Morphologically different (e.g., Christie-Oleza et al., 2015a; Hahn et al., 2015), metabolically distinct cyanobacteria (e.g., Vilhauer et al., 2014; Oliveira et al., 2016), and cyanobacteria occupying different ecological niches (e.g., Gao et al., 2014; Christie-Oleza et al., 2015b; Stuart et al., 2016) have been studied, giving us a first overview of the type of extracellular proteins secreted by these organisms. Three findings emerging from these studies are striking: (i) The large number of exoproteins found, covering many functional categories; (ii) The high proportion of proteins annotated as hypothetical or with unknown function; and (iii) The variation of exoproteome composition when cells are cultivated in different growth conditions. The latter aspect is especially relevant as it suggests that cyanobacteria have the capacity of actively modulating their exoproteome, through regulation of protein secretion in response to environmental stimuli, similarly to the intracellular proteome. Hence, cyanobacteria might seek to restore the homeostatic balance when exposed to stressful conditions not only by adapting their intracellular proteomes to that particular condition but also by adjusting the proteomic composition of their extracellular milieu.

When analyzing the cyanobacterial exoproteomes profiles described so far, it is interesting to find that there is a high incidence of strain-specific proteins (Christie-Oleza et al., 2015a). These can be associated with mutualistic or hostile interactions, with defence mechanisms (Oliveira et al., 2015a) or reflect the organism’s life strategy (Christie-Oleza et al., 2015a; Oliveira et al., 2016). Nevertheless, proteins that are common across species can also be found (Christie-Oleza et al., 2015a; Oliveira et al., 2015a), including exoproteins with a probable role in mixotrophy.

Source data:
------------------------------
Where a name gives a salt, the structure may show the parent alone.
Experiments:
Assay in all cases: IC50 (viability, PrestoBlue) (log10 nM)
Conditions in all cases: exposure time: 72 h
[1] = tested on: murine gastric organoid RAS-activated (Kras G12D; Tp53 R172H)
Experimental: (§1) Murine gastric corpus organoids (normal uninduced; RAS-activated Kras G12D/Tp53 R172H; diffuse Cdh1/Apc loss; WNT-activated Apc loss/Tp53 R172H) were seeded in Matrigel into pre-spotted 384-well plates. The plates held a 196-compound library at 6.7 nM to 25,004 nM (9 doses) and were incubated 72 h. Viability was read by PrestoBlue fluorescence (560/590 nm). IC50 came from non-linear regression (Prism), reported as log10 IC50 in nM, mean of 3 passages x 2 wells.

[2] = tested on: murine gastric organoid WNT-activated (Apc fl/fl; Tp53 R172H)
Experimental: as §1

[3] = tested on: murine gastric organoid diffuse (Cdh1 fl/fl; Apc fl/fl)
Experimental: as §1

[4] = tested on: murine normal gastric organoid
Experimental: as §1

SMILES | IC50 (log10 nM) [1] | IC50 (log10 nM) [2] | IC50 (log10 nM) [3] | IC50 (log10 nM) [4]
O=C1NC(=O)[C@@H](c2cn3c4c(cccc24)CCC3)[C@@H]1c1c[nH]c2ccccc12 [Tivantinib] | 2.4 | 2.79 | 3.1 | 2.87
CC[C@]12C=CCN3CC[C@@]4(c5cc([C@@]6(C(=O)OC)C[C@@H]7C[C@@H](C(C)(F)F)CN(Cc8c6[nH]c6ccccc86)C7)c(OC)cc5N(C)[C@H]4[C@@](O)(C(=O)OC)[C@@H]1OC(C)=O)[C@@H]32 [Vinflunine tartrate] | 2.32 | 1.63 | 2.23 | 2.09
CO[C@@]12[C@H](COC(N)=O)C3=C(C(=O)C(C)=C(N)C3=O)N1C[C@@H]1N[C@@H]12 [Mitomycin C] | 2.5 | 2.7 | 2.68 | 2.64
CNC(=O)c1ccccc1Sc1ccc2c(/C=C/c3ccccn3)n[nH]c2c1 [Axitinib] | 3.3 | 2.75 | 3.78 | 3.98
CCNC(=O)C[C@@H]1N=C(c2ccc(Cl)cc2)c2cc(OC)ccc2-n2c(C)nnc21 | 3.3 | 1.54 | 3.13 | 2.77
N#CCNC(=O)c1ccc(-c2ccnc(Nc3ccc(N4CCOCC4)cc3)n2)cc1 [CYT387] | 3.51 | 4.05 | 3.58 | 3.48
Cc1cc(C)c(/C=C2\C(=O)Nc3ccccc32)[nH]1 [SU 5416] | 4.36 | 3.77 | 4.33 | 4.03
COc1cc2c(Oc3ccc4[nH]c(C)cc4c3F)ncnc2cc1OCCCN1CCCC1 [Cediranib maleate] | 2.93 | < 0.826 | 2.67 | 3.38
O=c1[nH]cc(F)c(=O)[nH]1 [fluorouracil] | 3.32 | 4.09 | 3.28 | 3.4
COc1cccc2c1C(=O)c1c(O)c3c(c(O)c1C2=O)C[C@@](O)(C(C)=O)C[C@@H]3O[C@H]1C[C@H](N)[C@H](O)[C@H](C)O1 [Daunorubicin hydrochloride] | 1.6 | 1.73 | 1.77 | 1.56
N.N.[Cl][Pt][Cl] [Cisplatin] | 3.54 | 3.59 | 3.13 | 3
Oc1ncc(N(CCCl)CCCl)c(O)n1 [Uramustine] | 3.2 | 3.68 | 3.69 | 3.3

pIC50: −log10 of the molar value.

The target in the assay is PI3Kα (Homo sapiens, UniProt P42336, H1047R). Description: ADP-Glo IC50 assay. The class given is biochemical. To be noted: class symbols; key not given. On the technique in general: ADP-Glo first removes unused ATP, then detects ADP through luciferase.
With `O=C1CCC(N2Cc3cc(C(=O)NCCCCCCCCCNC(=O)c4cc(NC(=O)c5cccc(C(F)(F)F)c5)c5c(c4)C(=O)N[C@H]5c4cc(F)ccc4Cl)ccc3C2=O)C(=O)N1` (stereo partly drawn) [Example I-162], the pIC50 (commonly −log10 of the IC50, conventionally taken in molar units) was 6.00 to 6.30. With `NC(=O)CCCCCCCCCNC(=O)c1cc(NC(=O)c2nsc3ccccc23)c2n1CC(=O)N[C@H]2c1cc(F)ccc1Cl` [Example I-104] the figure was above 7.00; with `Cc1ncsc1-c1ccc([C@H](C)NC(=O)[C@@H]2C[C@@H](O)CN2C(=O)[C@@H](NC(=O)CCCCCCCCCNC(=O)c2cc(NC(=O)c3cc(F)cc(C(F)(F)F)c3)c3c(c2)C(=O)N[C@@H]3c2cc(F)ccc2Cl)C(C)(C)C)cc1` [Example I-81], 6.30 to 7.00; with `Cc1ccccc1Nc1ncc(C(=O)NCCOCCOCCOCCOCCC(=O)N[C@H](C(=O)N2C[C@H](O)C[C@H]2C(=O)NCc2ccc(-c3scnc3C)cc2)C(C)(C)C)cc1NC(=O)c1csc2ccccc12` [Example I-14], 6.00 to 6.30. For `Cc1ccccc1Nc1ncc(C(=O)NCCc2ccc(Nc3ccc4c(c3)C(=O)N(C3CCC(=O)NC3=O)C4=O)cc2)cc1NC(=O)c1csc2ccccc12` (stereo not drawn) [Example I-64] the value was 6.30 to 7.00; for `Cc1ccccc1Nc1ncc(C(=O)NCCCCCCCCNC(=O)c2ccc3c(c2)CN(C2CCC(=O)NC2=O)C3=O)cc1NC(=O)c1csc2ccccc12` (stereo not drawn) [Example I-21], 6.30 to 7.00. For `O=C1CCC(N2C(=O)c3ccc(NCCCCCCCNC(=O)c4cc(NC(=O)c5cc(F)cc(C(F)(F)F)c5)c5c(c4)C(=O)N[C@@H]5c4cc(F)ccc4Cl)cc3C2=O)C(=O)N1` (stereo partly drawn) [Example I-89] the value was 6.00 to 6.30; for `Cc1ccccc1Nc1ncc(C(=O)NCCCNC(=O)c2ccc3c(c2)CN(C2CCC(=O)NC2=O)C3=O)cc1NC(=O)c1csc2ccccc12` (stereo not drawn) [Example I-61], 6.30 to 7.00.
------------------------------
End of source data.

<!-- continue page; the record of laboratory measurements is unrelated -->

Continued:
A functional role of the exoproteome in metal acquisition and resistance is supported by the detection of putative metal-binding proteins in the extracellular space. These proteins include metallothioneins, metallothionein-related proteins, ferritin, the photosystem II manganese-stabilizing protein, plastocyanin, and proteins annotated simply as “metal-binding proteins” in marine Synechococcus (Christie-Oleza et al., 2015a); FutA2 in Synechocystis (Cheregi et al., 2015; Oliveira et al., 2016) and homologs in marine Synechococcus (Christie-Oleza et al., 2015a); CopM in Synechocystis (Giner-Lamia et al., 2015) and homolog All7633 in Anabaena (Oliveira et al., 2015a); and ferritin-like Dps proteins in Anabaena (Oliveira et al., 2015a). As the function of many exoproteins remains uncharacterized, it is likely that other metal-binding proteins may be found in the extracellular space. From the proteins highlighted above, most are characterized as having a role in intracellular functions [e.g., metallothioneins, which are small cysteine-rich proteins having the capacity to bind different metals via the thiol group of its cysteine amino-acids and to sequester surplus atoms of metal (Huckle et al., 1993)]. However, their role as exoproteins in the extracellular space remains unclear.

The general mechanisms for metal resistance and homeostasis in cyanobacteria have been recently reviewed (Huertas et al., 2014). Here, we will illustrate the potential importance of exoproteome in the context of CopM and FutA2, whose roles in MH mechanisms have been investigated in detail.

CopM, a Novel Cu Chaperone Found in the Extracellular Space of Synechocystis